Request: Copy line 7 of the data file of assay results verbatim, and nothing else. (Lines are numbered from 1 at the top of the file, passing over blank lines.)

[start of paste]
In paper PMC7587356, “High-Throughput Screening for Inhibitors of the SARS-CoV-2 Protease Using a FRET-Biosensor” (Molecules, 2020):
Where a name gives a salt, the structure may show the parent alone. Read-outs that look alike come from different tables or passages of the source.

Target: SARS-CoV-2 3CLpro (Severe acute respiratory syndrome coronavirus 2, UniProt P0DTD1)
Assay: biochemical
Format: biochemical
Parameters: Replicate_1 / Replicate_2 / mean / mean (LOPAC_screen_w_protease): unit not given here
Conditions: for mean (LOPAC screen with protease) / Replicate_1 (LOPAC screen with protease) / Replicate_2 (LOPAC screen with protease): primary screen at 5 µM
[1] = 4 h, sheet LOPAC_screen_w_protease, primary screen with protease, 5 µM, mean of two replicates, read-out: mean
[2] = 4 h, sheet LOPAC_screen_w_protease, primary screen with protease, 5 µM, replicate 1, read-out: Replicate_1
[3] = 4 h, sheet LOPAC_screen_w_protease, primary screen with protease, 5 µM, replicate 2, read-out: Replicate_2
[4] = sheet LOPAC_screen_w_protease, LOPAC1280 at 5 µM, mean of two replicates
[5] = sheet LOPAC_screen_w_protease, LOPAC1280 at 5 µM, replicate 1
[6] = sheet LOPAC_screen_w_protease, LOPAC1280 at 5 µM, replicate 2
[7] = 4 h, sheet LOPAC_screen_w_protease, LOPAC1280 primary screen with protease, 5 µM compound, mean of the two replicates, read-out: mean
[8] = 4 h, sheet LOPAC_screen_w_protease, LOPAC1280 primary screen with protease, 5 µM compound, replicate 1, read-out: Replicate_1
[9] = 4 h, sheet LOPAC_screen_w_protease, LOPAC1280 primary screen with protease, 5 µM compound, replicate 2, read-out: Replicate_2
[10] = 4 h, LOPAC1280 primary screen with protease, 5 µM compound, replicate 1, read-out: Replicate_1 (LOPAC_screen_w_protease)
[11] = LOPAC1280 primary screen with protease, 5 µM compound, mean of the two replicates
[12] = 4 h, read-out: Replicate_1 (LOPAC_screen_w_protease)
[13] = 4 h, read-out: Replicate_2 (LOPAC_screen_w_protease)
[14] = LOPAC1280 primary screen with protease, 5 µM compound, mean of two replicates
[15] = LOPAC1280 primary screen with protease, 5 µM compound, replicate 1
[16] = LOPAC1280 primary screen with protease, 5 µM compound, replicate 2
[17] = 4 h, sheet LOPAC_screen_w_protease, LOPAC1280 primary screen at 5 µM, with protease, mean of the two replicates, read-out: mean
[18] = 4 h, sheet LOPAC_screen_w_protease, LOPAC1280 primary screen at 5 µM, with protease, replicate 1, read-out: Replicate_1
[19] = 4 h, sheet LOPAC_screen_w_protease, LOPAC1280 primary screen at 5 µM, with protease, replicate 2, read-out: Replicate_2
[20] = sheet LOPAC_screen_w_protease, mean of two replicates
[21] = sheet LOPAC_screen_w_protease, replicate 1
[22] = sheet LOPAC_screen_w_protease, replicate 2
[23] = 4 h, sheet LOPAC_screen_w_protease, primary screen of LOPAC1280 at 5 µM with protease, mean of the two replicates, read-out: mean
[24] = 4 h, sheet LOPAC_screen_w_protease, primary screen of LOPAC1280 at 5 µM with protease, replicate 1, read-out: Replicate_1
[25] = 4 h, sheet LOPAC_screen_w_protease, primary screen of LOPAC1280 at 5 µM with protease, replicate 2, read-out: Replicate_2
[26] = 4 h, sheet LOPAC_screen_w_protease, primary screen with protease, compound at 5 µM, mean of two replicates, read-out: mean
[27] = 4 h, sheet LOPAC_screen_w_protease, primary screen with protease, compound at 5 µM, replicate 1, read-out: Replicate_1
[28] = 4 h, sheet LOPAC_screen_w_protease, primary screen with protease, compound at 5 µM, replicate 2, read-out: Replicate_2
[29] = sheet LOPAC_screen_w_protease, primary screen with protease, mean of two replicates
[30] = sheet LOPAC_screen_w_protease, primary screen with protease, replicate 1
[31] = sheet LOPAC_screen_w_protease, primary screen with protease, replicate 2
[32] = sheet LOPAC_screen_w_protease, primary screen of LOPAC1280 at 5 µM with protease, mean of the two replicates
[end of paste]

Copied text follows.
Conditions: for mean (LOPAC screen with protease) / Replicate_1 (LOPAC screen with protease) / Replicate_2 (LOPAC screen with protease): primary screen at 5 µM